Anyway, back to my specific task at hand. The quality and availability of various photo presentation materials will influence which of three display options I choose. The first and easiest is to scale up the resolution of the existing Flash movie and project it in a dark room with an LCD projector run off a laptop. Second, is to blow up 6-8 of the choice stills into a 3 by 5 foot format, mount them on foam core, and hang them in what is really the best space in the building - the front lobby. Third, is to frame the 8-by-10 silver halide hand prints in the traditional way and array them on the same wall, gallery-style.

As of this weekend, I had only tested the large-format option. I rather like the result. There's a visceral impact by virtue of its sheer largeness and concomitant ability to draw you into the scene, but the image lacks the depth and detail of true silver halide prints. The 8-by-10 silver halide prints are absolutely gorgeous and, when framed, would appear more arty and professional - but lack that engulfing quality. The Flash essay would totally immerse the viewer in the underground world of mass transit, both visually and aurally, but would not be in as visible a space as the print media (back room versus front lobby).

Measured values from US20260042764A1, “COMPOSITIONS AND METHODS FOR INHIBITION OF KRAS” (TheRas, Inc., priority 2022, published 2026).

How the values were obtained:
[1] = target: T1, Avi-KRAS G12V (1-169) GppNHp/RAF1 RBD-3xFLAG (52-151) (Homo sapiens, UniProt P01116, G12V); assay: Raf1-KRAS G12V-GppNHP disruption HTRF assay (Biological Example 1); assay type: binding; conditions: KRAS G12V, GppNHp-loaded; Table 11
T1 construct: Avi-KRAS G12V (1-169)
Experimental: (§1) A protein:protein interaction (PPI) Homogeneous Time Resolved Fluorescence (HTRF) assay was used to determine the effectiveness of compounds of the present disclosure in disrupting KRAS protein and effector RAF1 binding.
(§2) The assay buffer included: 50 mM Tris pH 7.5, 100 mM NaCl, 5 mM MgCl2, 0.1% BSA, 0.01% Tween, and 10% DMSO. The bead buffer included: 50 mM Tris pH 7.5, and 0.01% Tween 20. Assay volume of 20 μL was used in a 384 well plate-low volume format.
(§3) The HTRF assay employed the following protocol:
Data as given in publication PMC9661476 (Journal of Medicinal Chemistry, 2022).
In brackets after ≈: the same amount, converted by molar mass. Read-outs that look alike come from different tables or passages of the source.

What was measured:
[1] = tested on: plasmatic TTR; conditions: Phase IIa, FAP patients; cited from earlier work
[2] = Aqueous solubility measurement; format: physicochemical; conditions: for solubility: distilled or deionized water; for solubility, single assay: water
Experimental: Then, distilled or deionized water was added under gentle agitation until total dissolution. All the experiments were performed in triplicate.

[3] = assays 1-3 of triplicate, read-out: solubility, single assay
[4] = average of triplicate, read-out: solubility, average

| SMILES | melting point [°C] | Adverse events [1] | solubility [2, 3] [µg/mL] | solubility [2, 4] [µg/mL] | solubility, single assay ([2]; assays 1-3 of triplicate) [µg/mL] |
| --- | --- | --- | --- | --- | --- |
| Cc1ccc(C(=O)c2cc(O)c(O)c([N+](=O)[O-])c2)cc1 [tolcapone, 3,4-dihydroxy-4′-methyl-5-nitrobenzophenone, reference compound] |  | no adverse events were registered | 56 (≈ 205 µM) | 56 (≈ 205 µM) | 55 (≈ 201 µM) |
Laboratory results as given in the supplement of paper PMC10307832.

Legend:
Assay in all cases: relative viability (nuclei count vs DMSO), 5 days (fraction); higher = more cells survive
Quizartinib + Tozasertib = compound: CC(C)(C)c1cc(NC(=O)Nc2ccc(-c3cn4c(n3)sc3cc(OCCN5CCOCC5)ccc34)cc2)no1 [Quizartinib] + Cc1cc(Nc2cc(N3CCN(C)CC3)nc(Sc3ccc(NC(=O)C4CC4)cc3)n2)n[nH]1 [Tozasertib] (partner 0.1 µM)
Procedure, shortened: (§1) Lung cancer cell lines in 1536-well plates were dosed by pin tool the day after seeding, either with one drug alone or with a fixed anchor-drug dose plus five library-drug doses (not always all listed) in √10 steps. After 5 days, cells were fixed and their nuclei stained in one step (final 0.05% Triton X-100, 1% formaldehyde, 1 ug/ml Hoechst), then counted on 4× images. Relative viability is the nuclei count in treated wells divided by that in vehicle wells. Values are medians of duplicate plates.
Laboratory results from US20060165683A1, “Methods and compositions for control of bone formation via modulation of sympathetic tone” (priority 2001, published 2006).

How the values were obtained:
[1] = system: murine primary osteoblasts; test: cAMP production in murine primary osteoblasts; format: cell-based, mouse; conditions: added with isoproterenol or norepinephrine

What to do? I figure I can use a projector at work to tweak the Flash movie this weekend. But, I don't really know much about framing. Ergo, my walk to the Art Shop.

Once there, I found something I liked, bought it, and put it in my car. I went to the reception, which was a painless and quick tour of the exhibit space including a presentation about how to prepare pieces for display with the rail-and-wire suspension system. Everyone else was dressed like me and seemed just as antisocial. I never felt like I belonged in a crowd so much before. On the drive back home, I got to thinking that maybe I do look like an artist because I'm, well, making art. A real artist is someone who defines himself or herself by what they do and not how they merely appear. I mean, I'm not a DKNY-clad SoHo pretender living in a 2-million-dollar Manhattan loft - and maybe that's a good, not bad, thing.

Once home, I played with framing. A gallery photo presentation frame is a nice thing, with a super-white, acid free mat and foam core mounting board held inside a jet black aluminum frame. At about 25 bucks, it's also an expensive thing. But, I'm sure custom framing would be much worse.